Google’s Perspective on the Benefits of Matching Title Rewrites

3 min read

John Mueller of Google responded to whether aligning the title element with how Google rewrites them in the SERPs is a sensible idea.

An observant user on Mastodon pointed out that Google frequently altered the title elements on their webpages, often omitting the site name from the title.

This observation made them consider that Google may view the site name as redundant, prompting them to contemplate removing the site name from the title tag entirely.


Should You Align Your Title Tag with Google’s Rewrites?


Here’s the user’s question:

“Google is making title changes, often excluding the site name from the title. For instance, if your page title is ‘What is SEO and how does it work? | Site name,’ Google rewrites it as ‘What is SEO and how does it work?’ We shouldn’t include the site name in the title tag (since Google already includes it).”


And here’s Google’s John Mueller’s response:

“I wouldn’t automatically assume that a rewritten version is superior (for both SEO and user experience), and I recommend retaining your site name in the title. This helps confirm the site name we display above the title. Besides, it’s a well-established practice, so that I wouldn’t change it solely for Google’s sake.”

In a follow-up remark, Mueller added, “Now that you’ve brought it up, I can imagine that many people might be considering this (aligning the title element with what Google displays)…”


Is Aligning the Title Element with Google’s Display Good for SEO?


When assessing whether it’s advantageous for SEO to match the title element with what Google presents, it’s essential to examine this within the framework of how the World Wide Web Consortium (W3C) has articulated the definition of that element.

The W3C sets the benchmarks for HTML standards, and Google largely adheres to those standards.

According to the W3C, the title element’s purpose is to specify the content of the webpage (referred to as a document) and what it is focused on.

This is the official definition of the title element:

“The TITLE element specifies the title of a document.

…It should identify the document’s content in a reasonably broad context.

The title is not part of the document’s text but is a property of the entire document.”


The key points to note about the title element are:

  1. The title tells the content of the document within a broader context.
  2. The title element is a characteristic of the entire document.

This implies that the title element isn’t an independent entity like an individual header; instead, it serves as a communicator representing the entire document.


Google’s official title element guidelines, as found on Google Search Central, closely align with the W3C recommendations, with some additional nuances.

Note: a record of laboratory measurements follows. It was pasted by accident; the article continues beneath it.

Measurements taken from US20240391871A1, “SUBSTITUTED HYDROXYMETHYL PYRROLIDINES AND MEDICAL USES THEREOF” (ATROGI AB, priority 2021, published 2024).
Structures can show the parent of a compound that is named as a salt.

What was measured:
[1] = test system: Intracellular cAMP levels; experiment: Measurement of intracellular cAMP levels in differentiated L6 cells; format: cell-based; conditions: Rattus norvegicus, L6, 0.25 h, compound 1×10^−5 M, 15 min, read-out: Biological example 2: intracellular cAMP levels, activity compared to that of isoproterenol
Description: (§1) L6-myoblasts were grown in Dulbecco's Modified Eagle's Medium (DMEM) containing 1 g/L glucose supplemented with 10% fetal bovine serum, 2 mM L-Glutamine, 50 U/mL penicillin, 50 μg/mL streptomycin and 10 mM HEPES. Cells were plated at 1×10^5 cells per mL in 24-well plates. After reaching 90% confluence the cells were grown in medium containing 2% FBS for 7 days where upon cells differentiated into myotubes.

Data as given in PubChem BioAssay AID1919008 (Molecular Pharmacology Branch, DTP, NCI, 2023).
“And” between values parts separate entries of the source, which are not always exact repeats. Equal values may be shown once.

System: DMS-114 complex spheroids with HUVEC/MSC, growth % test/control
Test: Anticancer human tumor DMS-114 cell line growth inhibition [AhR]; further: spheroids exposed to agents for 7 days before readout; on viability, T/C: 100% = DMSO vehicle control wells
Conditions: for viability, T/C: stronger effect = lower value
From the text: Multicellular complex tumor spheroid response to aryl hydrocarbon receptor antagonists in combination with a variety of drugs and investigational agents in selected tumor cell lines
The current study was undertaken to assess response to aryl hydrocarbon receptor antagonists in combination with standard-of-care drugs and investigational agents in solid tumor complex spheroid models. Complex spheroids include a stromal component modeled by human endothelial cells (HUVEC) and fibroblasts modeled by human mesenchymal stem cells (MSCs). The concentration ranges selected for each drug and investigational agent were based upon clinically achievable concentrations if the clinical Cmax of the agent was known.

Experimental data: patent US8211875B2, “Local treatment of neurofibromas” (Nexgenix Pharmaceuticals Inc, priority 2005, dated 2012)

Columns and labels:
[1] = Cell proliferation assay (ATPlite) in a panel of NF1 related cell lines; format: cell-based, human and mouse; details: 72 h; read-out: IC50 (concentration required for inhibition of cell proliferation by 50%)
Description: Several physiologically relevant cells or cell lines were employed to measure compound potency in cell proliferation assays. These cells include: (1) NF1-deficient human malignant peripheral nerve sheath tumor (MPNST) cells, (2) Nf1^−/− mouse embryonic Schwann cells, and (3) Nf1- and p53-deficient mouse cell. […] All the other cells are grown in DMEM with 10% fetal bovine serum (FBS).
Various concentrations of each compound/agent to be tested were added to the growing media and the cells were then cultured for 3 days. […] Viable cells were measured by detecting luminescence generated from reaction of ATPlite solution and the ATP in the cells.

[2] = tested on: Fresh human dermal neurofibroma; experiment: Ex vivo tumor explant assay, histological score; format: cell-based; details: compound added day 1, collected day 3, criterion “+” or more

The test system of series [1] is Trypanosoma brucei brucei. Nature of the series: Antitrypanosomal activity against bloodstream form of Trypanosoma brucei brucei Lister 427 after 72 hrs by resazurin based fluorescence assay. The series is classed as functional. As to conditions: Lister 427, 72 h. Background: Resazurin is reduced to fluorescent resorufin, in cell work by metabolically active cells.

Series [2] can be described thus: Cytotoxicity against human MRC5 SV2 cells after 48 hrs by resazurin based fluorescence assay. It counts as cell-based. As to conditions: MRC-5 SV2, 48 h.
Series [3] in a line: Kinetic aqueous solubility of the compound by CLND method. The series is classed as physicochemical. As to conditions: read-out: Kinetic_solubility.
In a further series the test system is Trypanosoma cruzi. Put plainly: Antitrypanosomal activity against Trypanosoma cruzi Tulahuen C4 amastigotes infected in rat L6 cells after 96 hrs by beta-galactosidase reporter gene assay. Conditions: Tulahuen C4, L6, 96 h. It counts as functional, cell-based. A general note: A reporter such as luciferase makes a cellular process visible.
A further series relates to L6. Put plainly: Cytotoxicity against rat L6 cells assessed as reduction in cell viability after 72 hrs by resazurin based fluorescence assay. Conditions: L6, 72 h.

Google suggests that title elements should be both descriptive and concise. It’s emphasized that title elements should steer clear of vagueness.

Furthermore, Google recommends the inclusion of a concise branding element in the title. This allows for the use of the site name. Still, it’s advised to refrain from excessive repetition of marketing slogans throughout the entire site as it may not meet the criteria of being genuinely concise.


Why Google Adjusts Titles


A few years ago, Google began revising more titles, which garnered complaints from many SEO professionals.

A common theme in the examples shared by these individuals was that the title elements frequently needed to be revised to convey the page’s content. While the title elements often included the targeted keywords, they needed a more concise description of the page’s content.


This observation is not surprising, as many SEO websites typically suggest adding keywords to the title tag rather than emphasizing the importance of describing the page’s content.

Of course, if a keyword is relevant to the document’s subject matter, including it in the title is advisable.

Another reason behind Google’s title revisions is that the overall page description needs to be better-suited. For instance, Google often ranks a webpage for what constitutes a subtopic of the main subject covered on the page.

This occurs when Google ranks a webpage for a phrase in the middle of the document.

Modifying the title element to align with the context of what the page is ranked for is a logical approach.


Google Search Central concurs with this, stating:

“The title link aims to represent and describe each result accurately.”

If Google is ranking the page for a subtopic of the main subject, it’s reasonable for Google to adjust the title element to something that pertains to the search query.


Key Point: Is Matching Google’s Title Rewrite a Wise Move?


It’s likely not advisable, as Google could rank the page for a subtopic. If you need a reality check on your title element, consider using ChatGPT to summarize your document in ten words. Most website owners have a good understanding of their page’s content, so trust your judgment.

If you still find it perplexing and challenging, explore our monthly SEO packages and let our experts assist you.

Shilpi Mathur
[email protected]